Local learning methods are a popular class of machine learning algorithms. The basic idea for the entire cadre is to choose some non-local model family, to train many of them on small sections of neighboring data, and then to `stitch' the resulting models together in some way. Due to the limits of constraining a training dataset to a small neighborhood, research on locally-learned models has largely been restricted to simple model families. Also, since simple model families have no complex structure by design, this has limited use of the individual local models to predictive tasks. We hypothesize that, using a sufficiently complex local model family, various properties of the individual local models, such as their learned parameters, can be used as features for further learning. This dissertation improves upon the current state of research and works toward establishing this hypothesis by investigating algorithms for localization of more complex model families and by studying their applications beyond predictions as a feature extraction mechanism. We summarize this generic technique of using local models as a feature extraction step with the term ``local model feature transformations.'' In this document, we extend the local modeling paradigm to Gaussian processes, orthogonal quadric models and word embedding models, and extend the existing theory for localized linear classifiers. We then demonstrate applications of local model feature transformations to epileptic event classification from EEG readings, activity monitoring via chest accelerometry, 3D surface reconstruction, 3D point cloud segmentation, handwritten digit classification and event detection from Twitter feeds.
One of the major hurdles preventing the full exploitation of information from online communities is the widespread concern regarding the quality and credibility of user-contributed content. Prior works in this domain operate on a static snapshot of the community, making strong assumptions about the structure of the data (e.g., relational tables), or consider only shallow features for text classification. To address the above limitations, we propose probabilistic graphical models that can leverage the joint interplay between multiple factors in online communities --- like user interactions, community dynamics, and textual content --- to automatically assess the credibility of user-contributed online content, and the expertise of users and their evolution with user-interpretable explanation. To this end, we devise new models based on Conditional Random Fields for different settings like incorporating partial expert knowledge for semi-supervised learning, and handling discrete labels as well as numeric ratings for fine-grained analysis. This enables applications such as extracting reliable side-effects of drugs from user-contributed posts in healthforums, and identifying credible content in news communities. Online communities are dynamic, as users join and leave, adapt to evolving trends, and mature over time. To capture this dynamics, we propose generative models based on Hidden Markov Model, Latent Dirichlet Allocation, and Brownian Motion to trace the continuous evolution of user expertise and their language model over time. This allows us to identify expert users and credible content jointly over time, improving state-of-the-art recommender systems by explicitly considering the maturity of users. This also enables applications such as identifying helpful product reviews, and detecting fake and anomalous reviews with limited information.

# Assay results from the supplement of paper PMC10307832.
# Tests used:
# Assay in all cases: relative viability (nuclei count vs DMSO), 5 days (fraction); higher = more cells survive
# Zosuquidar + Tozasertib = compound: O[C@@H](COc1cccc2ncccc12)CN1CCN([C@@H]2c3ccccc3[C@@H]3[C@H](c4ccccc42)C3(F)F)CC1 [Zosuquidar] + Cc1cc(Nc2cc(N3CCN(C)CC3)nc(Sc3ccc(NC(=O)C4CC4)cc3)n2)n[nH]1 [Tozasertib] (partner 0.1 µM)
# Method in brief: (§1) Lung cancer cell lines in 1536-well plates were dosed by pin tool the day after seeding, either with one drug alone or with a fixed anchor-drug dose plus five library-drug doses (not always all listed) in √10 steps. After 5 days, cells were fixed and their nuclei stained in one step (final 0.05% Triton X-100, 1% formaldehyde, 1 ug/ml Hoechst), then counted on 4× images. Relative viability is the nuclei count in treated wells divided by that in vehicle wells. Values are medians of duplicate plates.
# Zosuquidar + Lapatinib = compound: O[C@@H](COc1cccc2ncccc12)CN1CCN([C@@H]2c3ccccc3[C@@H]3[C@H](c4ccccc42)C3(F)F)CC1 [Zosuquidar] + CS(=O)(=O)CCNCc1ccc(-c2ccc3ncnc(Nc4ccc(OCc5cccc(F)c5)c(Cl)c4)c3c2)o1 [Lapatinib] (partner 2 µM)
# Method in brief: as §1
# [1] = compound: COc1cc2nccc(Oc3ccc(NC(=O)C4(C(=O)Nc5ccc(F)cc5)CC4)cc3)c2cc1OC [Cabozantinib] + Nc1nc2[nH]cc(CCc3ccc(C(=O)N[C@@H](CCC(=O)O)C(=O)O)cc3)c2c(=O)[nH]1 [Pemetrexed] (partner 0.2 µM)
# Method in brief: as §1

Machine learning [https://gum.co/pGjwd] is changing the world. Google uses machine learning to suggest search results to users. Netflix uses it to recommend movies for you to watch. Facebook uses machine learning to suggest people you may know. Machine learning has never been more important. At the same time, understanding machine learning is hard. The field is full of jargon. And the number of different ML algorithms grows each year. This article will introduce you to the fundamental concepts
Feature extraction has gained increasing attention in the field of machine learning, as in order to detect patterns, extract information, or predict future observations from big data, the urge of informative features is crucial. The process of extracting features is highly linked to dimensionality reduction as it implies the transformation of the data from a sparse high-dimensional space, to higher level meaningful abstractions. This dissertation employs Neural Networks for distributed paragraph representations, and Latent Dirichlet Allocation to capture higher level features of paragraph vectors. Although Neural Networks for distributed paragraph representations are considered the state of the art for extracting paragraph vectors, we show that a quick topic analysis model such as Latent Dirichlet Allocation can provide meaningful features too. We evaluate the two methods on the CMU Movie Summary Corpus, a collection of 25,203 movie plot summaries extracted from Wikipedia. Finally, for both approaches, we use K-Nearest Neighbors to discover similar movies, and plot the projected representations using T-Distributed Stochastic Neighbor Embedding to depict the context similarities. These similarities, expressed as movie distances, can be used for movies recommendation. The recommended movies of this approach are compared with the recommended movies from IMDB, which use a collaborative filtering recommendation approach, to show that our two models could constitute either an alternative or a supplementary recommendation approach.